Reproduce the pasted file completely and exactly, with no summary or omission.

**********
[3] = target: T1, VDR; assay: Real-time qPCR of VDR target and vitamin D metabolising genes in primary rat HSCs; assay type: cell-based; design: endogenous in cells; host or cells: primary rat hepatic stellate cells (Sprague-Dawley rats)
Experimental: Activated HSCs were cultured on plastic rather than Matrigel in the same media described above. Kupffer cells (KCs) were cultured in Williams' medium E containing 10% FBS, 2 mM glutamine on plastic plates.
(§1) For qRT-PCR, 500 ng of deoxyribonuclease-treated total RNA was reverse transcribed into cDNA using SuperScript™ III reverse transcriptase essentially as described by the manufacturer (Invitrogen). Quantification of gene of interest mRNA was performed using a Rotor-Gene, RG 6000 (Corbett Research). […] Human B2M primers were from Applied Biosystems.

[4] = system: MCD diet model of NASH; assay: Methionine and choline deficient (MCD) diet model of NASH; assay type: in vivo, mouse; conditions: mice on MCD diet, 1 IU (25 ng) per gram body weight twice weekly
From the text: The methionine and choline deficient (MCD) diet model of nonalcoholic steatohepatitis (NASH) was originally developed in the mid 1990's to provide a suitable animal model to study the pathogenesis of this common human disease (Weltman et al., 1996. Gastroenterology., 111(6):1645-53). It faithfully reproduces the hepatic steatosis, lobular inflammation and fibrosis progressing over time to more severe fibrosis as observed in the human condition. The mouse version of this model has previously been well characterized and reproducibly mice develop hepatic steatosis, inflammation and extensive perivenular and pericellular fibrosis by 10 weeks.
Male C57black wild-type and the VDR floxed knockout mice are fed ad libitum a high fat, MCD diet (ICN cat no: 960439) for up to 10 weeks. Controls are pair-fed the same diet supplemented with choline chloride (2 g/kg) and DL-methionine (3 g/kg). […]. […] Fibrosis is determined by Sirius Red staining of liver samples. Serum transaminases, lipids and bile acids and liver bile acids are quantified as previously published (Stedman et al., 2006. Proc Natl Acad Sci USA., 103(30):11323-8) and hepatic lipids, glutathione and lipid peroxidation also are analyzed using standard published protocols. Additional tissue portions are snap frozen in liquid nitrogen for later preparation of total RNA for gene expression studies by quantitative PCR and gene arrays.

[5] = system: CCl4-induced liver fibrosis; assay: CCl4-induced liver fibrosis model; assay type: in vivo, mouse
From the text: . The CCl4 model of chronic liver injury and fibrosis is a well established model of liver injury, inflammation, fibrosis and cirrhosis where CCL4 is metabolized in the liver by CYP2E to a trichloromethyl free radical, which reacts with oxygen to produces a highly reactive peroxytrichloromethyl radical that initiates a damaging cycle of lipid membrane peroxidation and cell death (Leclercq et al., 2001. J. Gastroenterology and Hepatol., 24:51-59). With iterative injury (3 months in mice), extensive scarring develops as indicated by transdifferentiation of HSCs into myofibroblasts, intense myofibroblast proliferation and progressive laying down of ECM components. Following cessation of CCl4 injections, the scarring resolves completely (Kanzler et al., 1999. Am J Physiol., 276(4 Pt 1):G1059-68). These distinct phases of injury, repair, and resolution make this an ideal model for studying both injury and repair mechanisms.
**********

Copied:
[3] = target: T1, VDR; assay: Real-time qPCR of VDR target and vitamin D metabolising genes in primary rat HSCs; assay type: cell-based; design: endogenous in cells; host or cells: primary rat hepatic stellate cells (Sprague-Dawley rats)
Experimental: Activated HSCs were cultured on plastic rather than Matrigel in the same media described above. Kupffer cells (KCs) were cultured in Williams' medium E containing 10% FBS, 2 mM glutamine on plastic plates.
(§1) For qRT-PCR, 500 ng of deoxyribonuclease-treated total RNA was reverse transcribed into cDNA using SuperScript™ III reverse transcriptase essentially as described by the manufacturer (Invitrogen). Quantification of gene of interest mRNA was performed using a Rotor-Gene, RG 6000 (Corbett Research). […] Human B2M primers were from Applied Biosystems.

[4] = system: MCD diet model of NASH; assay: Methionine and choline deficient (MCD) diet model of NASH; assay type: in vivo, mouse; conditions: mice on MCD diet, 1 IU (25 ng) per gram body weight twice weekly
From the text: The methionine and choline deficient (MCD) diet model of nonalcoholic steatohepatitis (NASH) was originally developed in the mid 1990's to provide a suitable animal model to study the pathogenesis of this common human disease (Weltman et al., 1996. Gastroenterology., 111(6):1645-53). It faithfully reproduces the hepatic steatosis, lobular inflammation and fibrosis progressing over time to more severe fibrosis as observed in the human condition. The mouse version of this model has previously been well characterized and reproducibly mice develop hepatic steatosis, inflammation and extensive perivenular and pericellular fibrosis by 10 weeks.
Male C57black wild-type and the VDR floxed knockout mice are fed ad libitum a high fat, MCD diet (ICN cat no: 960439) for up to 10 weeks. Controls are pair-fed the same diet supplemented with choline chloride (2 g/kg) and DL-methionine (3 g/kg). […]. […] Fibrosis is determined by Sirius Red staining of liver samples. Serum transaminases, lipids and bile acids and liver bile acids are quantified as previously published (Stedman et al., 2006. Proc Natl Acad Sci USA., 103(30):11323-8) and hepatic lipids, glutathione and lipid peroxidation also are analyzed using standard published protocols. Additional tissue portions are snap frozen in liquid nitrogen for later preparation of total RNA for gene expression studies by quantitative PCR and gene arrays.

[5] = system: CCl4-induced liver fibrosis; assay: CCl4-induced liver fibrosis model; assay type: in vivo, mouse
From the text: . The CCl4 model of chronic liver injury and fibrosis is a well established model of liver injury, inflammation, fibrosis and cirrhosis where CCL4 is metabolized in the liver by CYP2E to a trichloromethyl free radical, which reacts with oxygen to produces a highly reactive peroxytrichloromethyl radical that initiates a damaging cycle of lipid membrane peroxidation and cell death (Leclercq et al., 2001. J. Gastroenterology and Hepatol., 24:51-59). With iterative injury (3 months in mice), extensive scarring develops as indicated by transdifferentiation of HSCs into myofibroblasts, intense myofibroblast proliferation and progressive laying down of ECM components. Following cessation of CCl4 injections, the scarring resolves completely (Kanzler et al., 1999. Am J Physiol., 276(4 Pt 1):G1059-68). These distinct phases of injury, repair, and resolution make this an ideal model for studying both injury and repair mechanisms.